Sound Bytes : Segue, Misound, Ryonkt and Simon Whetham

Welcome to our newly redesigned Sound Bytes column! Today we feature four thematic releases following a trajectory of sound and words through ambiance, minimalism, and drone. In this particular installment we went to focus your attention on a few fantastic labels – Slow Flow, Twice Removed, and Unfathomless.


Segue
Into The Fall
Slow Flow

http://headphonecommute.com/tracks/2012/drift.mp3%20Slow Flow is a small independent label from Sapporo, Japan run by Ryo Nakata, with releases on various labels, such as Experimedia, Smallfish and hibernate under his Ryonkt moniker. The label has been steadily releasing limited edition CDrs from experimental and ambient artists. Such is the album by Segue, previously appearing on Autoplate, Tokyo Droning and U-Cover. For his third full length release, Into The Fall, Vancouver based Jordan Sauer creates soundscapes with field recordings, acoustic guitars, violin, piano, glockenspiel, melodica, and minimal manipulation. The album was recorded during a transitional period in Sauer’s life, and the contemplative nature of sound reflects Jordan’s state of mind. “For me, music is a form of meditation, of reflection on what was and will be.” This is a beautiful piece that will assist you in your personal insight…

Misound
Stanze Di Te
Slow Flow

http://headphonecommute.com/tracks/2012/sonno.mp3%20Welcome to the music of Misound. Sparkling piano, stretched and reversed vocals, reverb drenched ambient pads – all are the required elements of atmospheric textural music, but somehow in the hands of Marco Lavarone, an Italian sound engineer, designer and composer, it all falls into place. His album on Slow Flow (covered in more detail on your left), is a collection of sound vignettes featuring a balanced blend between electro-acoustic, organic and synthetic sounds, all sprinkled with micro triggered glitch, Max/MSP and rolling waves of sonic treatments. Stanze Di Te is an environmental sound poem, a granular soundscape, and a monochrome filter over reality’s deafening buzz. We’re extremely thankful to Ryo Nakata for introducing Misound to our ears! Check out Lavarone’s appearance on Emilii Records‘s My First Compilation.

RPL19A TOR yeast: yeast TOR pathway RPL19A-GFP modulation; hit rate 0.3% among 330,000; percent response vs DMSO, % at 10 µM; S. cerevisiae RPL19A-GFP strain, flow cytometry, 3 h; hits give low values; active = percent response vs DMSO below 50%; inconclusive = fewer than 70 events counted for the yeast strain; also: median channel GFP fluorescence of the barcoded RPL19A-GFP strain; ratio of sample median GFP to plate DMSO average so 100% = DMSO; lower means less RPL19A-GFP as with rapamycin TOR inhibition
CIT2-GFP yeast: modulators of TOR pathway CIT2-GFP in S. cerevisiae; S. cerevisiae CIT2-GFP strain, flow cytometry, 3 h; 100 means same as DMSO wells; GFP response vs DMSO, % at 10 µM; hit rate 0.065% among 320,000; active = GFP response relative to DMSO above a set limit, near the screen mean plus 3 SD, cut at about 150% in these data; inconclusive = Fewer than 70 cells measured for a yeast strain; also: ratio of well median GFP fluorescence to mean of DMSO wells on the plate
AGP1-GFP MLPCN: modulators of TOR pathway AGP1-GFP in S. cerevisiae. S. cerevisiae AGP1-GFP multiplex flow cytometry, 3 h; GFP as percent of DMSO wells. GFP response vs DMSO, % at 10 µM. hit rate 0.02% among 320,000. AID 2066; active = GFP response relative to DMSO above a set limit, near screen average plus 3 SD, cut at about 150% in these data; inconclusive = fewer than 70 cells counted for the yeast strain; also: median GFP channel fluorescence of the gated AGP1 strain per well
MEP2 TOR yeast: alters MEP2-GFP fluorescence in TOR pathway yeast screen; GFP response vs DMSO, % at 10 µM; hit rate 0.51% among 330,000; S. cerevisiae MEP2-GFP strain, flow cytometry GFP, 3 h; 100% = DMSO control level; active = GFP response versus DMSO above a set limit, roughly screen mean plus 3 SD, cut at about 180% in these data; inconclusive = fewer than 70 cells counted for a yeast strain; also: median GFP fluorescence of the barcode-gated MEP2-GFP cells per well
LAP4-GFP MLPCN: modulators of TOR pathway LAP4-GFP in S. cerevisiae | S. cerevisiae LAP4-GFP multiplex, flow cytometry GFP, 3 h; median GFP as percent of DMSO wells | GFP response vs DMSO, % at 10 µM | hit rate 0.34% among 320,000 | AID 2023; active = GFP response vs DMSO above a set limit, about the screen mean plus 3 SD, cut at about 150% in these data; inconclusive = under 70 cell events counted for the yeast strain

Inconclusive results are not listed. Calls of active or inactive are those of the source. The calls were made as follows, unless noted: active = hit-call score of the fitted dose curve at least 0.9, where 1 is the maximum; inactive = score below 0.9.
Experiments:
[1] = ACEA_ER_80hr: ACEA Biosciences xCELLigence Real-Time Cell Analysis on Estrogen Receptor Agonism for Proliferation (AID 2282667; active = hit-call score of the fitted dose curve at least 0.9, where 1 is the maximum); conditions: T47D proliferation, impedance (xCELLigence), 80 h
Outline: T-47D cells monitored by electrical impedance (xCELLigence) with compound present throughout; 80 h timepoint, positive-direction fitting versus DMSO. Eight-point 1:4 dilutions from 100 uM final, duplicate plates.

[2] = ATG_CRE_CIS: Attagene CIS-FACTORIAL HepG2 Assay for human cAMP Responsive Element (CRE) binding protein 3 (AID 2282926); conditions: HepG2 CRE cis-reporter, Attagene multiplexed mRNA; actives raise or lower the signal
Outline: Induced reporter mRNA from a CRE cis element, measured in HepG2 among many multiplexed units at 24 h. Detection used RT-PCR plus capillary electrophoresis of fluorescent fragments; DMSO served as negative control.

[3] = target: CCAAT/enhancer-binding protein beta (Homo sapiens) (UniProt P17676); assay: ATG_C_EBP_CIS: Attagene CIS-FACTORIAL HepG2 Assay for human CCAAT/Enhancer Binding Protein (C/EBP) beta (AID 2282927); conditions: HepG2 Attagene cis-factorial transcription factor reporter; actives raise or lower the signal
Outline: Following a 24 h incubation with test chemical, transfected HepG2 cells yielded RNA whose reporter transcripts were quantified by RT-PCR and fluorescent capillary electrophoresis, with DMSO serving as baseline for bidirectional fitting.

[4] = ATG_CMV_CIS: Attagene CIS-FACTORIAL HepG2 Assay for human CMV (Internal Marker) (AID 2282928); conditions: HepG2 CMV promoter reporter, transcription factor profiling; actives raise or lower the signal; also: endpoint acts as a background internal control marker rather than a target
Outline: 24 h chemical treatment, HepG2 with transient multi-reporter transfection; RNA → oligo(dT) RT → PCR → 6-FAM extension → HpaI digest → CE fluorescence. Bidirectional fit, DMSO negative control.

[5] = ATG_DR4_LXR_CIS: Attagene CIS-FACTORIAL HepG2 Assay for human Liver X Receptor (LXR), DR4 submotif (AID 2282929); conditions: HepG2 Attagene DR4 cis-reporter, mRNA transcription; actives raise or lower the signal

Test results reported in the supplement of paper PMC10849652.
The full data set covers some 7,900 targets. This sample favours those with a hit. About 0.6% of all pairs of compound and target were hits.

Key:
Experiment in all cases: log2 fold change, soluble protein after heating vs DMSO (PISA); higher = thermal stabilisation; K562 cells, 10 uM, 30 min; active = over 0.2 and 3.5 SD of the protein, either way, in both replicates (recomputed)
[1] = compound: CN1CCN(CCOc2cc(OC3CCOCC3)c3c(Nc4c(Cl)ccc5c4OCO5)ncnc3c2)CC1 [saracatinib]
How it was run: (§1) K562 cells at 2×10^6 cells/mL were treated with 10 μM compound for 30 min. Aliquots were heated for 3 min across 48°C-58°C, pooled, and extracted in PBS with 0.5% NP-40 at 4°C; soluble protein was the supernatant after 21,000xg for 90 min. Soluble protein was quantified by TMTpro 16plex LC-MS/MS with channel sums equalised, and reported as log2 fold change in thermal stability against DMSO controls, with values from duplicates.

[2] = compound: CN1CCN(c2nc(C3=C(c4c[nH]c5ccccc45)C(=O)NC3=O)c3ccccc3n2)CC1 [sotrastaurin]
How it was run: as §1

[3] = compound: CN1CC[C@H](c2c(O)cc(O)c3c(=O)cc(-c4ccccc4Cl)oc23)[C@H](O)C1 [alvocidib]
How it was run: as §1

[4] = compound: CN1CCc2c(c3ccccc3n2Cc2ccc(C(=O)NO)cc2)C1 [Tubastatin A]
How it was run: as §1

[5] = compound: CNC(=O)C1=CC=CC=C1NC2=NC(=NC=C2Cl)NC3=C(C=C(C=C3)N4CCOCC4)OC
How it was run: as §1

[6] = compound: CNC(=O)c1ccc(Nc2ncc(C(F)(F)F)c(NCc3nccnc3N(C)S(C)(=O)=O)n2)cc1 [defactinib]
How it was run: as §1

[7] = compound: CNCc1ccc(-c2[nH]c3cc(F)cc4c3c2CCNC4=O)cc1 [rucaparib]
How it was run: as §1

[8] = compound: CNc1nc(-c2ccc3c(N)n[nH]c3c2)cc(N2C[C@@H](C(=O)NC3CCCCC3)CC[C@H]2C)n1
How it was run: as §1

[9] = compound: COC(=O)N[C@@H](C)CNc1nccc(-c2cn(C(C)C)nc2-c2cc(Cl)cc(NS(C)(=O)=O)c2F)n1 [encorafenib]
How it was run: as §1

Ryonkt
Troposphere
Twice Removed

http://headphonecommute.com/tracks/2012/ryonkt.mp3%20If you’ve been following this Sound Bytes entry you’ll recognize the path of gravitation towards the latest release from Slow Flow curator, Ryo Nakata. This time, releasing on a Western Australian micro-label, Twice Removed, Ryonkt produces six consecutively titled tracks for his fifth full length album, Troposphere. Instead of ambient swells lightly peppered with field recordings, Nakata slaps resonant guitar drones vibrating at mid frequencies and sharp colorized textures. The sound seems to penetrate my walls like a cry from a bagpipe, striking all harmonics and partials in one shot, painting a solid block in my spectrum analyzer. At one point Troposphere almost approaches a noise territory, as each track expands on its dynamics, amplitude and depth. Listening at high volumes may produce that sun gazing effect: at first you are blinded, until you adjust. A rewarding experience if you stay invested in peeling back the layers…

Simon Whetham
Mall Muzak
Unfathomless

http://headphonecommute.com/tracks/2012/whetham.mp3%20Before I sign off on this column I want to introduce you to another label which will surely appear on these pages again. Unfathomless concentrates on “phonographies reflecting the spirit of a specific place crowded with memories, its aura & resonances and our intimate interaction with it.” The seventh catalog entry in this thematic series comes from Simon Whetham, a prolific sonic curator with more than a dozen experimental releases in just the last few years. On his contribution to the project, Whitham records minimal drones and tones uncovered through exploring the abandoned feeling of a shopping center in Bristol. This is a very quiet piece, humming along with the white noise of air coniditioners, distant escalators and absent consumers. A ghostly echo of the days when money exchanged hands, Mall Muzak captures the silence of closed stores, missing shoppers, and everlasting void…